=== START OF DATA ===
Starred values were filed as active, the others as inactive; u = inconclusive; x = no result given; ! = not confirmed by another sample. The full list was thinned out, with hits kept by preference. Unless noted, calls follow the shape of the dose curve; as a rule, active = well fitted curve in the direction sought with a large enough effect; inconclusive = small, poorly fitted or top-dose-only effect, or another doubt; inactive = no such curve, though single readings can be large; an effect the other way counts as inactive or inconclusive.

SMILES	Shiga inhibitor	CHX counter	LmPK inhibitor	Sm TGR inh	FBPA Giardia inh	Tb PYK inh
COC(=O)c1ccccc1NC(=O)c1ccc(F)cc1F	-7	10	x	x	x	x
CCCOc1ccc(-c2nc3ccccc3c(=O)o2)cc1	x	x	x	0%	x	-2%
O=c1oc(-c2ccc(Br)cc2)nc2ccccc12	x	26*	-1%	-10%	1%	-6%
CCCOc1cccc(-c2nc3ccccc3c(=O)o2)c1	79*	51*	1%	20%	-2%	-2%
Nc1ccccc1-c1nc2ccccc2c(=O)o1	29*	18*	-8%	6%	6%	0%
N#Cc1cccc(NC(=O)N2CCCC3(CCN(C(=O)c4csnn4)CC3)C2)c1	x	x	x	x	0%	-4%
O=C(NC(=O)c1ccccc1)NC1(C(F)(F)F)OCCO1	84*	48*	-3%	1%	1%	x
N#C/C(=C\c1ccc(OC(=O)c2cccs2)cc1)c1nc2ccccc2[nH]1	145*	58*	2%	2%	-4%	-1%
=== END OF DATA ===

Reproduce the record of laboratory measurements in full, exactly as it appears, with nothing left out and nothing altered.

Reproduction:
Starred values were filed as active, the others as inactive; u = inconclusive; x = no result given; ! = not confirmed by another sample. The full list was thinned out, with hits kept by preference. Unless noted, calls follow the shape of the dose curve; as a rule, active = well fitted curve in the direction sought with a large enough effect; inconclusive = small, poorly fitted or top-dose-only effect, or another doubt; inactive = no such curve, though single readings can be large; an effect the other way counts as inactive or inconclusive.

SMILES	Shiga inhibitor	CHX counter	LmPK inhibitor	Sm TGR inh	FBPA Giardia inh	Tb PYK inh
COC(=O)c1ccccc1NC(=O)c1ccc(F)cc1F	-7	10	x	x	x	x
CCCOc1ccc(-c2nc3ccccc3c(=O)o2)cc1	x	x	x	0%	x	-2%
O=c1oc(-c2ccc(Br)cc2)nc2ccccc12	x	26*	-1%	-10%	1%	-6%
CCCOc1cccc(-c2nc3ccccc3c(=O)o2)c1	79*	51*	1%	20%	-2%	-2%
Nc1ccccc1-c1nc2ccccc2c(=O)o1	29*	18*	-8%	6%	6%	0%
N#Cc1cccc(NC(=O)N2CCCC3(CCN(C(=O)c4csnn4)CC3)C2)c1	x	x	x	x	0%	-4%
O=C(NC(=O)c1ccccc1)NC1(C(F)(F)F)OCCO1	84*	48*	-3%	1%	1%	x
N#C/C(=C\c1ccc(OC(=O)c2cccs2)cc1)c1nc2ccccc2[nH]1	145*	58*	2%	2%	-4%	-1%